This remembrance (I do not hesitate to use this ghostly noun) has not only convinced me of the barbaric origin of my mundane soul and human nature, my homogenized supersentient anima; this remembrance has also brought me face to face with the fact that my psyche is, among other things, a juncture and a blend of the mentalities, cultures, and primal natures of overlord and subject, master and slave, predator and prey. I am awed by the mere fact of this fierce marriage, but moreso by its proximity in time. Fewer than fifty or sixty couplings separate me from the origin of what nineteenth century historians had called my “nationality” and what twentieth-century anthropologists call my “racial stock.” The number of couples, men and women, involved in the direct line of my ancestral descent from that distant point of origin on a central European plain is fewer than the number which I, with modest means, might entertain at my own wedding. So it is with us all. No one alive – no one who has lived – escapes this sequence or this pattern. What a miscarried world that exists and reproduces itself in so rude a manner!

I offer these pages as an analogy, and my countenance as a parallel, to the reader’s own. The origin of every person of European descent is subject to the same irrefutable laws and is a reflection of similar ignominious events. What happened, for better or for worse, during the fifth and sixth centuries of our era to create the modern Serb and the Croat (See Supplement 2), the Pole and the Old Russian (both new and separate breeds of the Slav and the West Alan), the Avarized Slovene and the Germanized Czech, happened, in kind and at about the same time, to create the Bulgarian, the Rumanian, the Hungarian, the Spaniard, the African Berber, the North Italian, the English, the Swiss, the French, and another of the more recent complexions of the Russian (See Supplement 3); and what happened to create them happened also at other, earlier, times to create the Lapp, the Finn, the Basque, the Greek, the Irish and Scot, the German, the Scandinavian, and the Frison of the Netherlands. The same holds true for any of the myriad peoples who inhabit the valley of Mesopotamia or the Iranian plateau. Several times each millennium a new predator race drives out another from the steppes to introduce a new complication to the human event. (About 560 CE one of the most recent strains of the Turk sprang up there and extended itself, over a thousand years, across half of Europe.) The Indian and the Chinese, since neolithic times, have been shaped and revitalized continuously by the antagonists of the north and the south. The African, the dweller on the coast of Asia, the islander of Oceania, the American of pre-Columbian times – all are inventions of other rude, and nearly timeless, marriages.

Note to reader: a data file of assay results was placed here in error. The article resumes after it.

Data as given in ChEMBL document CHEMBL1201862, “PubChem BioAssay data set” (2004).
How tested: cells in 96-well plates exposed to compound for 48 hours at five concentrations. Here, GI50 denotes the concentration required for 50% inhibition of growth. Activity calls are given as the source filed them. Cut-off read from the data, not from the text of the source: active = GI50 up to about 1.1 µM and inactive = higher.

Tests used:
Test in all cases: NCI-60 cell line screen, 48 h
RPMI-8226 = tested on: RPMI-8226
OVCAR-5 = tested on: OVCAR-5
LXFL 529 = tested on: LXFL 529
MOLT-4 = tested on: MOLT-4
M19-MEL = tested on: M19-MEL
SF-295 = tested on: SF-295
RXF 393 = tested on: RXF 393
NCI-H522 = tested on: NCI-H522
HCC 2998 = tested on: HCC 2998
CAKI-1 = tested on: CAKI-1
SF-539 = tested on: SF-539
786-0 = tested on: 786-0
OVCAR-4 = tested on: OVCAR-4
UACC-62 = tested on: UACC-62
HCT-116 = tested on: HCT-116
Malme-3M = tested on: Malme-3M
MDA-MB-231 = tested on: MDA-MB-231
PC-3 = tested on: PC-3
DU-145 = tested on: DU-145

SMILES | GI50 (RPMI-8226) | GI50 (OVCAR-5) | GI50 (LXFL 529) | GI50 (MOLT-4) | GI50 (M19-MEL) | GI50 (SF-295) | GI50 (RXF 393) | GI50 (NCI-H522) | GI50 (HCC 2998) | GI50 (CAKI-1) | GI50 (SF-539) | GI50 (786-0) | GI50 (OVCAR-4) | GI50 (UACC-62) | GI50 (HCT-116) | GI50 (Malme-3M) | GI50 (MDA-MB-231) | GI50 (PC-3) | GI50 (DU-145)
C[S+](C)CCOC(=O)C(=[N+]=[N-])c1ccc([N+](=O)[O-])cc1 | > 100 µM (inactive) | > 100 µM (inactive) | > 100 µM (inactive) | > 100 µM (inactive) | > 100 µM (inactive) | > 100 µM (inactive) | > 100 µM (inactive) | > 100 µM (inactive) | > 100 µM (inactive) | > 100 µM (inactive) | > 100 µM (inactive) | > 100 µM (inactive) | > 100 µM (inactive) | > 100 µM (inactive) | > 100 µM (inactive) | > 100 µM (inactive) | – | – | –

Robert Petrovich 1995


< Read Part 2 >